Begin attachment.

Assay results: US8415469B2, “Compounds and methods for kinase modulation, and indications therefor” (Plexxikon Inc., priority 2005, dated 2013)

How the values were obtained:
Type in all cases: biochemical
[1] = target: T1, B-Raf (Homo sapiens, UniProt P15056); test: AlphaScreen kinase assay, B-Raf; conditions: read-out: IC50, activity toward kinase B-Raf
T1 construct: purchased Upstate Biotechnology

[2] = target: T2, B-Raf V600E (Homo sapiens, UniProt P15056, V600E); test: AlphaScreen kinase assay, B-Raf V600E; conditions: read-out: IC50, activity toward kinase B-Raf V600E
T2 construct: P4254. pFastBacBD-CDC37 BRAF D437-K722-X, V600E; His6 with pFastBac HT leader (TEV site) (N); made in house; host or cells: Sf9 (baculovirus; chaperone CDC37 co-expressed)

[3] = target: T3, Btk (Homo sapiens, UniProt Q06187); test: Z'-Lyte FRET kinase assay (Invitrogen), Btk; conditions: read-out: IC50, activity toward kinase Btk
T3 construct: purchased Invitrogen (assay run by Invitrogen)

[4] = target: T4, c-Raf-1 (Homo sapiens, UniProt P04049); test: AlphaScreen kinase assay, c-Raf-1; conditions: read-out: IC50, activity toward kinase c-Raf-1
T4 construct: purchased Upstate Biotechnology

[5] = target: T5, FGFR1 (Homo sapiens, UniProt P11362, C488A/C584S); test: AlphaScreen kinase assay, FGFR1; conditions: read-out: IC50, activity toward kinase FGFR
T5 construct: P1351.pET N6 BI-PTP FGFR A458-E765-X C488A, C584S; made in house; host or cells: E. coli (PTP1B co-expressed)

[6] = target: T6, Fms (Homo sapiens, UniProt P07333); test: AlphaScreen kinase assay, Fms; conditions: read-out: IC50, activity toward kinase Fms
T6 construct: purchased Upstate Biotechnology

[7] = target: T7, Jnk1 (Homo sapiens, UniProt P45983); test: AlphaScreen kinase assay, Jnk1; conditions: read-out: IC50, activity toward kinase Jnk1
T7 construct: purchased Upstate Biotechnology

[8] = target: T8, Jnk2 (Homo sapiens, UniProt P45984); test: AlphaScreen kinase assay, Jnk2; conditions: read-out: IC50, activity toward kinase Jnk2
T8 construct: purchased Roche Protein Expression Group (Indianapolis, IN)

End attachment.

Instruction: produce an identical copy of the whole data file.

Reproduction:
Assay results: US8415469B2, “Compounds and methods for kinase modulation, and indications therefor” (Plexxikon Inc., priority 2005, dated 2013)

How the values were obtained:
Type in all cases: biochemical
[1] = target: T1, B-Raf (Homo sapiens, UniProt P15056); test: AlphaScreen kinase assay, B-Raf; conditions: read-out: IC50, activity toward kinase B-Raf
T1 construct: purchased Upstate Biotechnology

[2] = target: T2, B-Raf V600E (Homo sapiens, UniProt P15056, V600E); test: AlphaScreen kinase assay, B-Raf V600E; conditions: read-out: IC50, activity toward kinase B-Raf V600E
T2 construct: P4254. pFastBacBD-CDC37 BRAF D437-K722-X, V600E; His6 with pFastBac HT leader (TEV site) (N); made in house; host or cells: Sf9 (baculovirus; chaperone CDC37 co-expressed)

[3] = target: T3, Btk (Homo sapiens, UniProt Q06187); test: Z'-Lyte FRET kinase assay (Invitrogen), Btk; conditions: read-out: IC50, activity toward kinase Btk
T3 construct: purchased Invitrogen (assay run by Invitrogen)

[4] = target: T4, c-Raf-1 (Homo sapiens, UniProt P04049); test: AlphaScreen kinase assay, c-Raf-1; conditions: read-out: IC50, activity toward kinase c-Raf-1
T4 construct: purchased Upstate Biotechnology

[5] = target: T5, FGFR1 (Homo sapiens, UniProt P11362, C488A/C584S); test: AlphaScreen kinase assay, FGFR1; conditions: read-out: IC50, activity toward kinase FGFR
T5 construct: P1351.pET N6 BI-PTP FGFR A458-E765-X C488A, C584S; made in house; host or cells: E. coli (PTP1B co-expressed)

[6] = target: T6, Fms (Homo sapiens, UniProt P07333); test: AlphaScreen kinase assay, Fms; conditions: read-out: IC50, activity toward kinase Fms
T6 construct: purchased Upstate Biotechnology

[7] = target: T7, Jnk1 (Homo sapiens, UniProt P45983); test: AlphaScreen kinase assay, Jnk1; conditions: read-out: IC50, activity toward kinase Jnk1
T7 construct: purchased Upstate Biotechnology

[8] = target: T8, Jnk2 (Homo sapiens, UniProt P45984); test: AlphaScreen kinase assay, Jnk2; conditions: read-out: IC50, activity toward kinase Jnk2
T8 construct: purchased Roche Protein Expression Group (Indianapolis, IN)